Finally, there are endless possibilities for attacks other than cracking into the filesystem (again, material for a book in itself). A trojan running as a service (yikes!) can run at the permission level of the user who "installed" it (great argument, by the way, for the old Unix chestnut, "never surf root(administrator)"). Null sessions provide a vulnerability to a cracker who knows how to exploit them. The list grows every day. It is absolutely essential to have a firewall component, like ZA(?) or Tiny, that runs as a device or service, on an NT box that often sits online but logged off. Of course, with PPPoE, you may want to disconnect when you log off, too... but that's just not possible on a static IP connection.

Use a router, and set ports 135-139 as blocked at the router, as another good way of maintaining security. My own router blocks DCOM (135) and NetBios (137-139), as well as network printing (515 - not necessary for everyone, but I have one of those nifty networked printers, that has its own NIC and runs 24/7, waiting for jobs from the network... this just keeps some jerk script kiddy from doing something cuddly cute, like sending his entire portfolio of porno art to my printer while I'm out - it's been known to happen.) I also have a router filter for 1027, which is, far as I can tell, used by the scheduler service. It shows up as "possible IRC???" on most port scanners... and a cracker who connected on it thinking he was getting that would be thrilled to DEATH to find himself connected to a cron service on a remote machine!!

Another step I've taken is to set that dummy DMZ host at the router. That diverts attention from the network, and blackholes attempts "into the bitbucket" when they come in.

I've also created a few of my own little diversions, mainly geared towards ensuring that anyone who tries to fingerprint my OS by port usage and TCP/IP configuration will get confusing results. There are just sooo many things worth considering... how do we secure ourselves, but keep a rational balance between our paranoia and usability/convenience? Quite a task...

Sorry for the scatter gun approach, but just started thinking aloud, and decided to share my thoughts... VERY incompletely, granted... still, I hope they help you think out your own plan... best single bit of "quick and easy" advice? "firewall." That and, if it worries you a great deal, either disconnect the network or shut down the machine when you go away. However, with nominal security consciousness, leavng a logged off NT/2k machine should be a lot safer than a logged off 9x machine, and a LOT safer than a logged ON NT box... of course... I do it quite often, actually. Just to be a little surer, in the event someone does get past the router and finds a backdoor through the firewall...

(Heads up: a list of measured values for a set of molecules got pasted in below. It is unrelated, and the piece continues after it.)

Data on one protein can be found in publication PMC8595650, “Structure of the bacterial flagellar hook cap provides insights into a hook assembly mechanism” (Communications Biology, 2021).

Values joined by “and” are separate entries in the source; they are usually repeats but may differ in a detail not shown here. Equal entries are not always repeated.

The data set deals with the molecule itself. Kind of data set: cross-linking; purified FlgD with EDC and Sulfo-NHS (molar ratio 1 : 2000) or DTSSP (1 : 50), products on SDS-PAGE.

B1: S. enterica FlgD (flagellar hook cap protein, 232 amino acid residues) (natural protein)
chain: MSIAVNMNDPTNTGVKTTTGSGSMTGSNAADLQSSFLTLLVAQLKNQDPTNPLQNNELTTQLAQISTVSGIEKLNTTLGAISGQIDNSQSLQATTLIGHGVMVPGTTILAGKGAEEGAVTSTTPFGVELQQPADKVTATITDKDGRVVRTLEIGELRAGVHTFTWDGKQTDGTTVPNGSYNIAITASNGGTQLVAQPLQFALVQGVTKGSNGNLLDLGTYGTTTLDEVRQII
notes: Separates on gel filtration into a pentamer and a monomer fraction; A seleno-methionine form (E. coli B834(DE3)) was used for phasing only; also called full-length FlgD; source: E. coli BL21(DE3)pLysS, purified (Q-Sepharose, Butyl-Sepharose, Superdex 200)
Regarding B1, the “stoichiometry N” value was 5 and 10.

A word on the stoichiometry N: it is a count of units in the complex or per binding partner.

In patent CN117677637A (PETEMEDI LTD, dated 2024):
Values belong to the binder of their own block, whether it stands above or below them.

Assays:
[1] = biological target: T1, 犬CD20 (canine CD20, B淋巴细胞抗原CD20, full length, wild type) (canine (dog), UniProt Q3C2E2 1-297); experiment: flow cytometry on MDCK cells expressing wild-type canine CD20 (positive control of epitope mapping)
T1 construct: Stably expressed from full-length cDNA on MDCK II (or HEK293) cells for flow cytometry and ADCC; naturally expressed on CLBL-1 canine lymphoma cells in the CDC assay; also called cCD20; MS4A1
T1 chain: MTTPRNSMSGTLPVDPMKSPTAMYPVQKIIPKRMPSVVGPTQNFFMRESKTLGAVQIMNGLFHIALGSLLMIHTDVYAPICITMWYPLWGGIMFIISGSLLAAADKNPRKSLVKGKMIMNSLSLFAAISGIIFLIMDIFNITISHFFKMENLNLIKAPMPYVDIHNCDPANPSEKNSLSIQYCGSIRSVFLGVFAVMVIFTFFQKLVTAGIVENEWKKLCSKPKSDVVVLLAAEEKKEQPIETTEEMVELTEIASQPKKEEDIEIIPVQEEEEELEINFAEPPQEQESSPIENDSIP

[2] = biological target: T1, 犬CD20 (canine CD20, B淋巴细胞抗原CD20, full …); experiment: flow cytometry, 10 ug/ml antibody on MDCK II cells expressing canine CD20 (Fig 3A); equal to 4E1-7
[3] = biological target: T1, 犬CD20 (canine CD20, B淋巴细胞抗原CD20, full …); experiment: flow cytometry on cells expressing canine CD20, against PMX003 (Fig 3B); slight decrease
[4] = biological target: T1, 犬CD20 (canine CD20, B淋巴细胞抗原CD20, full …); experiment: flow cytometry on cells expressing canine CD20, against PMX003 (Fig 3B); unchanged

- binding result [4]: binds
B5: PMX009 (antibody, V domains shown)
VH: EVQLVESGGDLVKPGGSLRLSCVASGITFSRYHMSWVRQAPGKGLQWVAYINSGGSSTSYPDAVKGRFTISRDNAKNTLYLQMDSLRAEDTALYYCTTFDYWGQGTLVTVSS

--
Man will occasionally stumble over the truth, but most times he will pick himself up and carry on. - Sir Winston Churchill



Kalford
Seems To Be An Rtfm Problem.
Premium,MVM
join:2001-03-20
Ontario
kudos:1

Excellent and useful info Gwion, thanks. . .I Printed this one off for future reference.

Sjfriedl thanks for confirming what I believed to be correct about unbinding Netbios from TCP/IP (part of the reason I was worried about TCP/IP still running after logoff).

I am still a bit leery of what WIN9x OS's run as true services, so I will run some tests of my own to see.
(I just gotta try things for myself, hearing about it just isn't the same )

Note: I am not running an NT network as of yet (haven't even used NT workstation for 2 years). I plan on migrating up from a Win9x peer-peer within the next year or two (this years budget is gone already) so I just inundate everyone here with questions, so that I am up to speed by the time I am ready to switch over.
--
There are many beautiful things you will find when you shut your mouth and open up your mind



gwion
wild colonial boy
Premium,ExMod 2001-08
join:2000-12-28
Pittsburgh, PA
kudos:1
reply to Kalford

Running service is only really meaningful with a system like NT or 2k. With 9x, real security is so near nonexistent that a service is just as vulnerable as any other process. All a cracker needs to do on 9x... uh... no, I'm not that silly... ...but no, they aren't "true services" or "daemons" in a 9x model. 9x is an exercise in inverted security, designed to be user friendly (read: wide open), and has an easily cracked security mechanism and no concept of permissions or audit whatsoever...
--
Man will occasionally stumble over the truth, but most times he will pick himself up and carry on. - Sir Winston Churchill